Mar 21, 2014

Why We Need the Storms

Matthew 14:24-25, 26  “but the boat by this time was a long way from the land, beaten by the waves, for the wind was against them.  And in the fourth watch of the night he came to them, walking on the sea.
....But immediately Jesus spoke to them, saying, "Take heart; it is I. Do not be afraid."

Alone, overwhelmed, facing conditions that are out of control, unable to see, unable to make progress, threatened by waves that were beating against their only grip on safety.  That’s how the disciples felt that night on the boat.  Following the instruction of Jesus they set out on a simple journey across the Galilean Sea, a ride they had probably taken hundreds of times before as fisherman.  But this time it was different.  This time they felt like it would be the last time.

Hey, many of us have been exactly where the disciples have been.  In fact, many of us have been there, done that, and have the scars, wounds, paperwork, court record, shame, memories, or bills to prove it.  Many of us are there now.  Nobody wants to be there.  Nobody intentionally gets in the boat thinking, “I can’t wait to be imprisoned by doubt, shame, helplessness, hopelessness, fear, regret, abandonment, faithlessness, anger, and well, a vessel that is not made for waves crashing against it like this!”  Nobody says that, nobody thinks that.

Why does God make us go through storms?  Two reasons, both closely related and both producing the same outcome:  Discipline and Discipleship.

Discipline and discipleship both have the same overall goal:  to bring us closer to Jesus by increasing our faith in Him.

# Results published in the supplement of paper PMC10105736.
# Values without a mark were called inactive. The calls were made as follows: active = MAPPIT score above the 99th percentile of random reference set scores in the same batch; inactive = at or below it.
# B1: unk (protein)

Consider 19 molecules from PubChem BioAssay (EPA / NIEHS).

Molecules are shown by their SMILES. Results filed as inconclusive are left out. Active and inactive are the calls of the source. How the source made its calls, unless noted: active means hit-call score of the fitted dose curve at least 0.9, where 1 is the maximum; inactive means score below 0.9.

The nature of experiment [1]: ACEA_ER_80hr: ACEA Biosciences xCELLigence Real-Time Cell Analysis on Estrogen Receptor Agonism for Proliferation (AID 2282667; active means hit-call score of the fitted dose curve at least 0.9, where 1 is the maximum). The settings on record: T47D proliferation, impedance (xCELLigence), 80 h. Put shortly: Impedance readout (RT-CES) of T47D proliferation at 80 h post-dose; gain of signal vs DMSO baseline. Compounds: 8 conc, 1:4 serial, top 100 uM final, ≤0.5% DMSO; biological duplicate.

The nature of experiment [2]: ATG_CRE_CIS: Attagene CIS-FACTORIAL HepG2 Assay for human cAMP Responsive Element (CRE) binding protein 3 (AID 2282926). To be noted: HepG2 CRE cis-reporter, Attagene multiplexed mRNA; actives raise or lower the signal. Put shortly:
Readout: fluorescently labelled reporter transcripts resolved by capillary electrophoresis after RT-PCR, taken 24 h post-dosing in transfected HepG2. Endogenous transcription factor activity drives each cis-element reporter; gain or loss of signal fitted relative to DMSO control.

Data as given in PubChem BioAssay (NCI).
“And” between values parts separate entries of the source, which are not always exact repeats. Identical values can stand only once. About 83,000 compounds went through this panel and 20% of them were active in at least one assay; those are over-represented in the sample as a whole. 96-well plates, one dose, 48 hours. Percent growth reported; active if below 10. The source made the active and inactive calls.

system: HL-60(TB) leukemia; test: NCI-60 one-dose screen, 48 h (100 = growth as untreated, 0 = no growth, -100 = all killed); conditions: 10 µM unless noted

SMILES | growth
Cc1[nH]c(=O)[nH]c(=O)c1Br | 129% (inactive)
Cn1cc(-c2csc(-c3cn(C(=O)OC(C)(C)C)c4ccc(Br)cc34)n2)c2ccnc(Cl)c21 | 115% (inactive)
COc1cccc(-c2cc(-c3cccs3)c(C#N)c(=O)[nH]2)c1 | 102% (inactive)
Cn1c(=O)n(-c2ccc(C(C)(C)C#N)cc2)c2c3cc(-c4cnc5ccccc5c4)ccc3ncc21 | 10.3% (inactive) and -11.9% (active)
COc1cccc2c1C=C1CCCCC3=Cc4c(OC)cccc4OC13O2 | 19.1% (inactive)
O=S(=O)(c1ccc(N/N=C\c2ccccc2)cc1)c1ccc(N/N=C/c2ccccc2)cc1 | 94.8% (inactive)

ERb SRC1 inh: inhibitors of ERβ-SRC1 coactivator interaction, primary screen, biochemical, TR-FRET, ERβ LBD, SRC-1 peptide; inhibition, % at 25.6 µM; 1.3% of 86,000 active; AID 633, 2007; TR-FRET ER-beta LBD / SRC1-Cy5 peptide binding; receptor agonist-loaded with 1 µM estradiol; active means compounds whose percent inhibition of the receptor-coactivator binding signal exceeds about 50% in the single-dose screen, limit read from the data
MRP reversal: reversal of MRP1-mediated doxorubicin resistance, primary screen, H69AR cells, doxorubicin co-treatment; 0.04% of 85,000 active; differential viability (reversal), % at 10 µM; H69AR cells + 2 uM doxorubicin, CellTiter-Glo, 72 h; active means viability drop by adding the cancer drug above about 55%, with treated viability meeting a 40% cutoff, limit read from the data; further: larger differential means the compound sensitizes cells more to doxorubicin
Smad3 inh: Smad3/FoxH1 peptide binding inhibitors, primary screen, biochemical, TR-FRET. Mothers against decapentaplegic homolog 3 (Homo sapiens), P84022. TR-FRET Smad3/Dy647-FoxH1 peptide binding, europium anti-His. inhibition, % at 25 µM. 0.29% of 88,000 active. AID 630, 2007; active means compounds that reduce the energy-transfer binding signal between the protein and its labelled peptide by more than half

The purpose of Jesus putting the disciples in the boat headed for the storm is clear in the passage:  to strengthen their faith and increase their understanding of who he was.  Notice the confession they made at the end of the story, “Truly you are the Son of God” (v.33)

This wasn’t the only time a servant of God faced and overwhelming storm in a boat.  Remember Jonah?  He was once there too, but for completely different reasons.  He got in the boat too, but not because God told him to...he was running from God.  Some of us are in that boat too.  So God sends the storm to get his attention and get him back on the right path.  The storm brought Jonah to a realization that he confesses just before he is rescued “Salvation belongs to the LORD!” (Jonah 2:9)

One storm is for discipleship and one storm is discipline.  One storm grows his people, one storm get his people back to growth.  At the end of the day the outcome is the same:  his people are closer to Him and their faith is increased.

Truth be told WE NEED THE STORMS.  They grow us, they get us back, they strengthen our faith and vanquish our doubt.  Storms are not easy, but they are worth it.  We have a stronger and deeper faith, we are more humble, we are closer to Jesus, and we see things we’d never see without the storm.

Then why does he put us in a boat by ourselves and send the storm?  Why does he intentionally threaten our safety, sanity, and security?  Because whether we are living in sin or whether we are just living by mediocre faith, we need to see him for who he really is.  He does it so that we can realize our continual great need for him and so that we can see him come to us.  So that over and over again we can realize our need for the gospel of salvation.

In both stories God came to rescue the overwhelmed voyagers.  To Jonah, in a storm because of his mistake, he came in the form of a his disciples, who didn't fully understand who he was, he came walking on the water (the very thing that threatened their lives).

So if you are in a storm...maybe you put yourself there...maybe Jesus put you there...either way, be on the lookout because beneath or atop the waves is Jesus coming to you to rescue you.  He’s coming to show you he is greater than the storm, to show you he is the way out, to show you he is greater than the storm, to save you from what you cannot save yourself from, to lead you to (or spit you out on) the shore of safety.  He’s coming and he will calm, control, answer, or resolve what you cannot.  Look through it, look will find him.  He will rescue. 

Listen, listen closely, and you will hear it too, “Take heart, it is I.  Do not be afraid.”’ll never know the truth of those words without the storm.